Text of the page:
Enable Google Multi Sign-in Feature

Google has been recently testing multiple account sign-in, which would allow users to sign-in with multiple accounts to Gmail, Google Calendar, Google Reader, Google Sites and Google Code without having to sign-out of an account.

Google Multiple Account Sign-In

This feature has now been rolled out to users in phases and can be used to access multiple Google accounts. If you have not yet enable Google Multi Sign-in Feature, here are some simple steps for enabling the Google Multi Sign-in feature.

Step 1: Go to your Google Accounts Manage page (clicking on the link will take you there)

Google Multiple Sign-In Edit

Step 2: Click on the Edit link next to Multiple sign-in listed under Personal Settings. If you do not see the link it will be rolled out to your account shortly.

Enable Google Multi Account Sign-in

Step 3: On the Edit page, select the radio button next to "On – Use multiple Google Accounts in the same web browser." and then make selections from the checkboxes below after you have read the details. After you have done that, just click the "Save" button.

That’s it, you will now be able to check emails, calendar, docs and more from multi-account using a drop down provided at the top of the screen. If you want to add another account, just click on the down arrow key and click on the link which says Sign in to another account and then provide your login credentials to it.

If you want to disable the multiple account sign-in in Google, just follow the same instructions. However, in Step 2 click the Radio button next to "Off – Use on Google Account at a time"

This is definitely one of the most useful features I have seen with Google or any other service because it takes out the hassle of managing and maintaining several different accounts.

IE6 Has Keep-Alive Measures From Corporate Love

We all love to hate IE6. It is an absolute mess for today’s AJAX powered websites. Though, this might not hold true in the corporate world where IE6 is still held in high esteem.

The corporate world uses a balanced combination of the flaws and popularity of IE6 to block popular social networking websites and keep its employees’ head in the game. Most companies deploy technologies like DNS poisoning and blacklisting to check access to websites but they are easily bypassed. However, using IE6 is the crudest and the most effective method by far. It can also cut down the costs on implementing a firewall.

Given the fact that most users are not allowed installing their own software on office computers, this has proven to be a full proof method, but only up until now. Now that IE6 has seen nine summers, the kill IE6 campaign is at its strongest. Very soon, this widespread usage of IE6 in companies might backfire with most official applications like email services (Gmail) moving to advanced unsupported features.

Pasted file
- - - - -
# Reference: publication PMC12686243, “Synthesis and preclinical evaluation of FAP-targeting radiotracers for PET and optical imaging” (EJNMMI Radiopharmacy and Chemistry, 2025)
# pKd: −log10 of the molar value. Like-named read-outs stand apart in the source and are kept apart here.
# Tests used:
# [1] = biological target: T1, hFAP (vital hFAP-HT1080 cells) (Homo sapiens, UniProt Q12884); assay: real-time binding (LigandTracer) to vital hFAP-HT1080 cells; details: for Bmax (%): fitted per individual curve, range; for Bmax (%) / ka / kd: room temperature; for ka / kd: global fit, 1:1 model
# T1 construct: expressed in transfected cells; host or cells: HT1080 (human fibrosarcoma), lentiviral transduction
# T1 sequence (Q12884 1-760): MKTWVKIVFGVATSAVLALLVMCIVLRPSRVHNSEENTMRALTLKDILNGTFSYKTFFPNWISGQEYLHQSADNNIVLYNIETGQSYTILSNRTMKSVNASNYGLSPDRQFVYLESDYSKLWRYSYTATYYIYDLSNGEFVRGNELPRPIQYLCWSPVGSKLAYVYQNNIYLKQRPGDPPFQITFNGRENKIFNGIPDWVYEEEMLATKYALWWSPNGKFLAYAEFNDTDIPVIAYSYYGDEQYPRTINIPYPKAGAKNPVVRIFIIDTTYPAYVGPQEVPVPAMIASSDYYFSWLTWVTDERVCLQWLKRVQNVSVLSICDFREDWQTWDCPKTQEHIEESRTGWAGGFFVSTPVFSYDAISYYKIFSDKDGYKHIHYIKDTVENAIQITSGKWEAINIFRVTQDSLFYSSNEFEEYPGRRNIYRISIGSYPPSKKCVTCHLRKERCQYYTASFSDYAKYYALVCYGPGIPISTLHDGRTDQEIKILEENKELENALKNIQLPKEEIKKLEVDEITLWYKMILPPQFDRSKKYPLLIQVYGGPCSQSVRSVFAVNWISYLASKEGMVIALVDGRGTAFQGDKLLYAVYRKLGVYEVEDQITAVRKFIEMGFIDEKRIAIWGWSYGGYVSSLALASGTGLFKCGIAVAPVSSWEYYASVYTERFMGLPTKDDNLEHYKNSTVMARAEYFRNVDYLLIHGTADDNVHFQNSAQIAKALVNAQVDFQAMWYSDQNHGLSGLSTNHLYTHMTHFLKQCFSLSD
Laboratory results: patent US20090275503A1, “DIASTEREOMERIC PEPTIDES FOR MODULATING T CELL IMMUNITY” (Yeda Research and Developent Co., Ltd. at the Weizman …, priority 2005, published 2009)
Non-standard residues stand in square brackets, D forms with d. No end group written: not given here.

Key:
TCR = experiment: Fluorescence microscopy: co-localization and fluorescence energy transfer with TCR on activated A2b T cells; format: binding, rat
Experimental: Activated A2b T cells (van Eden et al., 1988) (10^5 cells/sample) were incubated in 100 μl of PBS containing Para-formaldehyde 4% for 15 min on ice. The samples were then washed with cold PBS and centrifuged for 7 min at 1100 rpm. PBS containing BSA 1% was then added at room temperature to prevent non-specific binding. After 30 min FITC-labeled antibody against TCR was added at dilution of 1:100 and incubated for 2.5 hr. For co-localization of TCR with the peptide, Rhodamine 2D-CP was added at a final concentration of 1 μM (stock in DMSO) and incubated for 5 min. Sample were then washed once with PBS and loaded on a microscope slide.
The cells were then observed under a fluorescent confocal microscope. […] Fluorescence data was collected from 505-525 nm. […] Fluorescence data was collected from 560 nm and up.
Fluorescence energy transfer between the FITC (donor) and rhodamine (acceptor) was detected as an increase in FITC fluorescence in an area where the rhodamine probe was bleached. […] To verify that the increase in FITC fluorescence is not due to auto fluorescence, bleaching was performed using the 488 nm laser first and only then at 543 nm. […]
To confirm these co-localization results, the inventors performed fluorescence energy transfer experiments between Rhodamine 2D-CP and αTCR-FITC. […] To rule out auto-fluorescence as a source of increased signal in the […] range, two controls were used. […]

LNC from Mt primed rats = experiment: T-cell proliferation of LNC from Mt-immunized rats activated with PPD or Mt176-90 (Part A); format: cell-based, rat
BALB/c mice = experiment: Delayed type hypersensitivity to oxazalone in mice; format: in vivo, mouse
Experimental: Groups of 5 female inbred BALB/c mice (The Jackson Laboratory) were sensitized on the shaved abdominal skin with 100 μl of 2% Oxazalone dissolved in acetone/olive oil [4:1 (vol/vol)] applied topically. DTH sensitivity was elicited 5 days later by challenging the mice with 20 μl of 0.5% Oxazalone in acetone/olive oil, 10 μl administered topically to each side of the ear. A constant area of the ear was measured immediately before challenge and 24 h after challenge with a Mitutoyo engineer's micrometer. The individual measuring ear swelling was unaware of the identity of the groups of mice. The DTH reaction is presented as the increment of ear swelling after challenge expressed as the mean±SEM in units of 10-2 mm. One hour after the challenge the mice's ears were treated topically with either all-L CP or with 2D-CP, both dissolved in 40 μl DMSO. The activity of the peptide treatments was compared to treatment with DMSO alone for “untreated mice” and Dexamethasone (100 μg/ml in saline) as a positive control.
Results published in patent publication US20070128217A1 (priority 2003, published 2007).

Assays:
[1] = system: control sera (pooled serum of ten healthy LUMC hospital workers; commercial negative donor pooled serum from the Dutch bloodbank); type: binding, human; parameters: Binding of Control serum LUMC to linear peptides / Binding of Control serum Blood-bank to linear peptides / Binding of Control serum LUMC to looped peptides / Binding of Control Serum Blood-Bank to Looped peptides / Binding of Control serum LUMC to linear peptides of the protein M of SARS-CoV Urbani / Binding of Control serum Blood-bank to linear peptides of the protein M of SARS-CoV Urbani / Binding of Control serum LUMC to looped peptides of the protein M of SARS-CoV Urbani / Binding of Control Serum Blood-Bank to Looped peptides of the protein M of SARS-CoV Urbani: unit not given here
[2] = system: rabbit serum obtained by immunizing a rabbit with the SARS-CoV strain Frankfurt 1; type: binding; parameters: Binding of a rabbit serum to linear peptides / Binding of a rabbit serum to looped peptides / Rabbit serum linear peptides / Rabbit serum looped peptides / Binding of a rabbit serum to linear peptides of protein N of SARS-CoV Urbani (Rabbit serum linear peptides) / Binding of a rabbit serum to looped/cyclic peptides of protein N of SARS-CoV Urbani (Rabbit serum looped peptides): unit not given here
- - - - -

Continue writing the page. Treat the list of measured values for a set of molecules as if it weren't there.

Google made the latest blow against IE6 by removing support for IE6 in its Google Reader service. Although, will not change much of the corporate scenario, it can bring about some changes for home PC users.


Google Reader Play Allows Users To Visually Browse RSS Feeds

I am a big fan of Google Reader, thanks to it’s simplicity and the ability to access the same feeds from wherever I want. However, how about adding some Zing to the feed reader?

Google Reader Play

Google Reader Play is a new feature which will allow you to browse RSS feeds visually through a feed slideshow. Google Reader Play provides users with an option to browse interesting stuff on the web, which is personalized to a user’s liking.

Reader Play also allows you to star items, which will then allow Google to display more items which match your tastes. Users can also browser their current subscriptions in Google Reader Play, by clicking on the arrow appearing next to the folder or RSS feed in the sidebar and selecting "View in Reader Play"


According to the Google Reader engineer, Google Reader Play is not a replacement for Google Reader, it is just a fun way to browser through interesting content in RSS feeds. Users can also access a Reader Play by visiting http://www.google.com/reader/play.

What do you think about Google Reader Play? Will you use it to browse RSS feeds? Do let me know through your comments.

Translate Foreign Language RSS Feeds To Your Language